Concerns over the so-called Islamic State are only building, as war continues in the Middle East and Central Asia. Readers looking for deeper understanding of international threats and conflicts can turn to these new and forthcoming titles, all reviewed by PW.

America's War for the Greater Middle East: A Military History

Andrew J. Bacevich. Random, $30 (496p) ISBN 978-0-553-39393-4

"Politicians and policymakers would be well advised to take into account what Bacevich reveals as the potential long-term consequences of the use of military power," our starred review said. "This exemplary work, both readable and deeply informative, will be welcomed by anybody interested in U.S. foreign policy and curious about the present-day afflictions of the greater Middle East."

A Rage for Order: The Middle East in Turmoil, from Tahrir Square to ISIS

Robert F. Worth. Farrar, Straus and Giroux, $26 (258p) ISBN 978-0-374-25294-6

Per our starred review, "Veteran correspondent Worth traces the Arab Spring through five countries, from the heady idealism of 2011 to the largely grim aftermath." The author provides no easy path forward, but “skillfully presents the competing perspectives in play to explain the daunting impediments to stable states in the present-day Middle East.

Spiral: Trapped in the Forever War

Mark Danner. Simon & Schuster, $25 (256p) ISBN 978-1-4767-4776-7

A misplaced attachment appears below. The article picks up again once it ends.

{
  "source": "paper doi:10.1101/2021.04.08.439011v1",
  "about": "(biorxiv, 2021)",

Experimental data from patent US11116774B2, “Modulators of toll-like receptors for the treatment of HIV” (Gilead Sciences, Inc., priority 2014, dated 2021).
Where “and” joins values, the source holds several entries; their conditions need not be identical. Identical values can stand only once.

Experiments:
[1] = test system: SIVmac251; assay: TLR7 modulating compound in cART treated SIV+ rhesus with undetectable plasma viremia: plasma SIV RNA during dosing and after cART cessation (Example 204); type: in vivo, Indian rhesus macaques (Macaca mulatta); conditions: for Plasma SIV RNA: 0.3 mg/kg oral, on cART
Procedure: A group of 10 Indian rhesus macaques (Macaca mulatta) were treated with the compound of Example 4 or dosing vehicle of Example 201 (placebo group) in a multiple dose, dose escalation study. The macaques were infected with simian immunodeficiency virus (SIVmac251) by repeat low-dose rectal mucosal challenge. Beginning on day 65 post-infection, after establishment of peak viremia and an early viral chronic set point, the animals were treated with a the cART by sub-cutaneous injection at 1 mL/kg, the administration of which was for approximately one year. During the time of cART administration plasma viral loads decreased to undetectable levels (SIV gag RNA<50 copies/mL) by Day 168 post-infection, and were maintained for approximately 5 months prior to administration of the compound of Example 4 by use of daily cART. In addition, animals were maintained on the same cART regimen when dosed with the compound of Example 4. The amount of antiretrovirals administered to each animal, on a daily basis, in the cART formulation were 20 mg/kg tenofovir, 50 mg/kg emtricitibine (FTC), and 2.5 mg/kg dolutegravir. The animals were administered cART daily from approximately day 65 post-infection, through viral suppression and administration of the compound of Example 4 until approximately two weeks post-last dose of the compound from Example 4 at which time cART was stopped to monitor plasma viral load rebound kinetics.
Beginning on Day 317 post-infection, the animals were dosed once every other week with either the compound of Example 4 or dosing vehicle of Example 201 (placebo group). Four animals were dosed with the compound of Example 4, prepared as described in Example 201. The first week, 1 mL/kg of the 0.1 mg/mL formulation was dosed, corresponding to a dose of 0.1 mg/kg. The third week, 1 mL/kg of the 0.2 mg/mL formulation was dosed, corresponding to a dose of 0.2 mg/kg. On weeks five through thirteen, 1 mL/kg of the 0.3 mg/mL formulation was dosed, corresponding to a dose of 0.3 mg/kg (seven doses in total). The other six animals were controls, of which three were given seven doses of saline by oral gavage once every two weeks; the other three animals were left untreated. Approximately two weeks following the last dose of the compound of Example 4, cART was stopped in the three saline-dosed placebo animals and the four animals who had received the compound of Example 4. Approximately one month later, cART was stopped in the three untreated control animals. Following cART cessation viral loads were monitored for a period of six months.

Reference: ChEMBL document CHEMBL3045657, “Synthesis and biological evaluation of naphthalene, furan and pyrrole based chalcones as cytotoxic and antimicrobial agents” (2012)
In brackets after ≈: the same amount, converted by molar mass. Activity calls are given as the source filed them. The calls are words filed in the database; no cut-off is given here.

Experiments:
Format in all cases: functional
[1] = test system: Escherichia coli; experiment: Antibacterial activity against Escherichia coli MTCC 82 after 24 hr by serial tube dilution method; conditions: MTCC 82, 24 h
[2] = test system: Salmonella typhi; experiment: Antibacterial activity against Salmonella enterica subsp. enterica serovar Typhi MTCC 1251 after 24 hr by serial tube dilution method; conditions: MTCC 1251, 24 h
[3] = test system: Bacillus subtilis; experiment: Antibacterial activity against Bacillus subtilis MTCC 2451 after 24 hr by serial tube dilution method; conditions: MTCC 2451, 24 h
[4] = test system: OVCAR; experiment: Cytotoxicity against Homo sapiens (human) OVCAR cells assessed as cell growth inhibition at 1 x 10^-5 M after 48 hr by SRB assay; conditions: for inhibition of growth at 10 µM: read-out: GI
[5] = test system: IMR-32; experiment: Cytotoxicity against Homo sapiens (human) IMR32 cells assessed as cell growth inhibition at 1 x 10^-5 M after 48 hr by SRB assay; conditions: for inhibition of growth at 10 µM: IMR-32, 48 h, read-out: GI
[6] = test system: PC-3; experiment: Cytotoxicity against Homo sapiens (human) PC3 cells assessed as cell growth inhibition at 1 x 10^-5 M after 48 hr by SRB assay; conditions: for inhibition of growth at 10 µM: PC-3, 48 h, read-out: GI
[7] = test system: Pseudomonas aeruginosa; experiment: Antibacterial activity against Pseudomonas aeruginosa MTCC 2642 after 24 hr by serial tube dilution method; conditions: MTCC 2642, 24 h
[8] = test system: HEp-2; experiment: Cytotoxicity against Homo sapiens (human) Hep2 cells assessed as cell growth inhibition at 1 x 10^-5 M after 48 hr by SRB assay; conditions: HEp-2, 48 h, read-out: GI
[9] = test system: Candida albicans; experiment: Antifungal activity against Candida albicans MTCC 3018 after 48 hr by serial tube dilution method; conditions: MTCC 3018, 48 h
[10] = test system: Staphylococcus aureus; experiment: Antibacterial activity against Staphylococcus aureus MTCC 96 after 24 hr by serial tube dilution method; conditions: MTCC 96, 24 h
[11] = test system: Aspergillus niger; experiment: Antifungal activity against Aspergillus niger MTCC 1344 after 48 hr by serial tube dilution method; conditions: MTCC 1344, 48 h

“This lucid but gloomy book provides a solid account of how the U.S. seems to be mired in a losing and intractable battle against global terrorism,” our review said, offering “a clear-eyed and shrewd examination of how easily terrorists achieve their goals of inspiring fear and retaliation.”

The Terror Years: From Al-Qaeda to the Islamic State

Lawrence Wright. Knopf, $28.95 (400p) ISBN 978-0-385-35205-5

In these pieces, culled from reporting Wright did for the New Yorker, the Pulitzer Prize–winning journalist "writes with empathy for every side while clearly registering the moral catastrophes that darken this pitiless struggle," according to our review.

A Kingdom of Their Own: The Family Karzai and the Afghan Disaster

Joshua Partlow. Knopf, $28.95 (432p) ISBN 978-0-307-96264-5

A veteran foreign correspondent explores America’s entanglement with Afghanistan through the lens of the Karzai family, which wielded power from the 2001 ousting of the Taliban until 2014. Partlow, whom our starred review calls “an astute and thoughtful reporter,” shows how “the U.S. eventually came to view Karzai as hapless—or tacitly complicit—in the face of widespread corruption.” But his book, our review explains, “offers a more nuanced perspective on what went wrong.”